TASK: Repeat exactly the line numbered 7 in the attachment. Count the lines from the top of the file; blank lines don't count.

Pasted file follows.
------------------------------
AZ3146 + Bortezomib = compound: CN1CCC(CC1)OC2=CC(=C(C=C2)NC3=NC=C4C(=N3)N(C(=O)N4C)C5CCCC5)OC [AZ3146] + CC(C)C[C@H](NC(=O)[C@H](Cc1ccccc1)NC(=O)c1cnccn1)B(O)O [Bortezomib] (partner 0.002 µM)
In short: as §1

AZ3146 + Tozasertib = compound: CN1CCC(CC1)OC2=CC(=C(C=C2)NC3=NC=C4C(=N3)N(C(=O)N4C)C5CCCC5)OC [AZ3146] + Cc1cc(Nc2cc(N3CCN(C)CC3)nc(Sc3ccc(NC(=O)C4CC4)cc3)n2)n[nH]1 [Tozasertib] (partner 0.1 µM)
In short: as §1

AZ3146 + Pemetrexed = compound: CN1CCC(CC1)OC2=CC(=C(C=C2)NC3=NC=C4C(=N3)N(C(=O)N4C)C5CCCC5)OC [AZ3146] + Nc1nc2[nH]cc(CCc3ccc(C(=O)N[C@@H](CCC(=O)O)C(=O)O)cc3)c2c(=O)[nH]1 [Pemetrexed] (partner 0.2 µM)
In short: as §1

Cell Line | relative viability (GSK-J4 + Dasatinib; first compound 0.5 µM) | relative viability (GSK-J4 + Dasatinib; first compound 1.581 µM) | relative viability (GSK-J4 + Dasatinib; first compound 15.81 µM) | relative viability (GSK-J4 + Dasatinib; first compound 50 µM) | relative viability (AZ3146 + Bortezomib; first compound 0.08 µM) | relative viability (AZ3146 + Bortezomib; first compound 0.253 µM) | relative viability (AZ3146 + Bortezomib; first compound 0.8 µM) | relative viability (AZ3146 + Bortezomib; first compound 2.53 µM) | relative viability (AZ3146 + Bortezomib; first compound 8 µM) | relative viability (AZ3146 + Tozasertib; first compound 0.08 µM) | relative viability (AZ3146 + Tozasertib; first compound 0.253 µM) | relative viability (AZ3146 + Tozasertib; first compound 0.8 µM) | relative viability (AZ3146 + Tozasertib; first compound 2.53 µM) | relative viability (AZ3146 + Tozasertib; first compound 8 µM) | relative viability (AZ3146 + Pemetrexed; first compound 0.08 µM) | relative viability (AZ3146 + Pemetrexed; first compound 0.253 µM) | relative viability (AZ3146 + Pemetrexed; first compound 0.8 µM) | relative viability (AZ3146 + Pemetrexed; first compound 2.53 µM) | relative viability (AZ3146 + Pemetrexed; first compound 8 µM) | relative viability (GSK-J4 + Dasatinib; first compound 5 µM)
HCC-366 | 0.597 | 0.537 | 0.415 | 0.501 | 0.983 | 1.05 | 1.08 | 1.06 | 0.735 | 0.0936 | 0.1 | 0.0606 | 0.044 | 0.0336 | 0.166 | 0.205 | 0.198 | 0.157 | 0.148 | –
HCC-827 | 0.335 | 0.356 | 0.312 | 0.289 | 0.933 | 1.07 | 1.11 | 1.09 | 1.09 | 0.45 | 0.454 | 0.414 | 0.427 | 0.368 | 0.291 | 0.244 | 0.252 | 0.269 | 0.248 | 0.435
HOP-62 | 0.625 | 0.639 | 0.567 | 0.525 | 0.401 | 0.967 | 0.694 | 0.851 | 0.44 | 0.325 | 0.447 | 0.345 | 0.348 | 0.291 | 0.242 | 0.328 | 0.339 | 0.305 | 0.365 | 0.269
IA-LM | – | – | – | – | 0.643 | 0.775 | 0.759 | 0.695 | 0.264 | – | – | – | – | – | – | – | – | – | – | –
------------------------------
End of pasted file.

Cell Line | relative viability (GSK-J4 + Dasatinib; first compound 0.5 µM) | relative viability (GSK-J4 + Dasatinib; first compound 1.581 µM) | relative viability (GSK-J4 + Dasatinib; first compound 15.81 µM) | relative viability (GSK-J4 + Dasatinib; first compound 50 µM) | relative viability (AZ3146 + Bortezomib; first compound 0.08 µM) | relative viability (AZ3146 + Bortezomib; first compound 0.253 µM) | relative viability (AZ3146 + Bortezomib; first compound 0.8 µM) | relative viability (AZ3146 + Bortezomib; first compound 2.53 µM) | relative viability (AZ3146 + Bortezomib; first compound 8 µM) | relative viability (AZ3146 + Tozasertib; first compound 0.08 µM) | relative viability (AZ3146 + Tozasertib; first compound 0.253 µM) | relative viability (AZ3146 + Tozasertib; first compound 0.8 µM) | relative viability (AZ3146 + Tozasertib; first compound 2.53 µM) | relative viability (AZ3146 + Tozasertib; first compound 8 µM) | relative viability (AZ3146 + Pemetrexed; first compound 0.08 µM) | relative viability (AZ3146 + Pemetrexed; first compound 0.253 µM) | relative viability (AZ3146 + Pemetrexed; first compound 0.8 µM) | relative viability (AZ3146 + Pemetrexed; first compound 2.53 µM) | relative viability (AZ3146 + Pemetrexed; first compound 8 µM) | relative viability (GSK-J4 + Dasatinib; first compound 5 µM)